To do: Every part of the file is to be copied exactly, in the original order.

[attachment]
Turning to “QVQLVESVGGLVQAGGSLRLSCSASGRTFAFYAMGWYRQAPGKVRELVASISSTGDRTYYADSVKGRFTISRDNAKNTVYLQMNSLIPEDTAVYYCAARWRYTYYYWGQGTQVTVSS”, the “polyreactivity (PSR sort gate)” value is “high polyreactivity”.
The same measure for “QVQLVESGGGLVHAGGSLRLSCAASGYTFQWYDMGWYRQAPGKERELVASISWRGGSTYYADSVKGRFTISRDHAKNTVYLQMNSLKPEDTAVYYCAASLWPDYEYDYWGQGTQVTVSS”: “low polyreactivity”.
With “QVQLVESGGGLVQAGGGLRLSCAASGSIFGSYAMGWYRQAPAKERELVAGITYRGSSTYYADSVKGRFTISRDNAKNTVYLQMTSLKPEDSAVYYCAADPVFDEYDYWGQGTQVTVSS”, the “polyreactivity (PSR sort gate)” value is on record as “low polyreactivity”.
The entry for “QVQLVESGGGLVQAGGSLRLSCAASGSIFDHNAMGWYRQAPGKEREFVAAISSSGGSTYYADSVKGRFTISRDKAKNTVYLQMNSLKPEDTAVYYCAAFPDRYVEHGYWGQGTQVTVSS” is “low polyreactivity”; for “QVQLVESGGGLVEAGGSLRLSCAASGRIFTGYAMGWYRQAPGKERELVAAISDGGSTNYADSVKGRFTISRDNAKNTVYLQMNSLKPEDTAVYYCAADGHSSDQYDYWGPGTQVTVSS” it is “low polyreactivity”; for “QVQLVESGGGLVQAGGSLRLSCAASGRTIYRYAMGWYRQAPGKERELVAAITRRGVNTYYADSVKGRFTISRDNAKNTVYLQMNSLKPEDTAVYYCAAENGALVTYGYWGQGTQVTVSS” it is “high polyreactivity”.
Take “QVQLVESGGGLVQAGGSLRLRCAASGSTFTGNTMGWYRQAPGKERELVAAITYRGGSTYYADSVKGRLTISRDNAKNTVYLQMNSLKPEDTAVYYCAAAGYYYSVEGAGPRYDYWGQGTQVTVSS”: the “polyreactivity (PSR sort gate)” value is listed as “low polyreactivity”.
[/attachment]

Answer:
Turning to “QVQLVESVGGLVQAGGSLRLSCSASGRTFAFYAMGWYRQAPGKVRELVASISSTGDRTYYADSVKGRFTISRDNAKNTVYLQMNSLIPEDTAVYYCAARWRYTYYYWGQGTQVTVSS”, the “polyreactivity (PSR sort gate)” value is “high polyreactivity”.
The same measure for “QVQLVESGGGLVHAGGSLRLSCAASGYTFQWYDMGWYRQAPGKERELVASISWRGGSTYYADSVKGRFTISRDHAKNTVYLQMNSLKPEDTAVYYCAASLWPDYEYDYWGQGTQVTVSS”: “low polyreactivity”.
With “QVQLVESGGGLVQAGGGLRLSCAASGSIFGSYAMGWYRQAPAKERELVAGITYRGSSTYYADSVKGRFTISRDNAKNTVYLQMTSLKPEDSAVYYCAADPVFDEYDYWGQGTQVTVSS”, the “polyreactivity (PSR sort gate)” value is on record as “low polyreactivity”.
The entry for “QVQLVESGGGLVQAGGSLRLSCAASGSIFDHNAMGWYRQAPGKEREFVAAISSSGGSTYYADSVKGRFTISRDKAKNTVYLQMNSLKPEDTAVYYCAAFPDRYVEHGYWGQGTQVTVSS” is “low polyreactivity”; for “QVQLVESGGGLVEAGGSLRLSCAASGRIFTGYAMGWYRQAPGKERELVAAISDGGSTNYADSVKGRFTISRDNAKNTVYLQMNSLKPEDTAVYYCAADGHSSDQYDYWGPGTQVTVSS” it is “low polyreactivity”; for “QVQLVESGGGLVQAGGSLRLSCAASGRTIYRYAMGWYRQAPGKERELVAAITRRGVNTYYADSVKGRFTISRDNAKNTVYLQMNSLKPEDTAVYYCAAENGALVTYGYWGQGTQVTVSS” it is “high polyreactivity”.
Take “QVQLVESGGGLVQAGGSLRLRCAASGSTFTGNTMGWYRQAPGKERELVAAITYRGGSTYYADSVKGRLTISRDNAKNTVYLQMNSLKPEDTAVYYCAAAGYYYSVEGAGPRYDYWGQGTQVTVSS”: the “polyreactivity (PSR sort gate)” value is listed as “low polyreactivity”.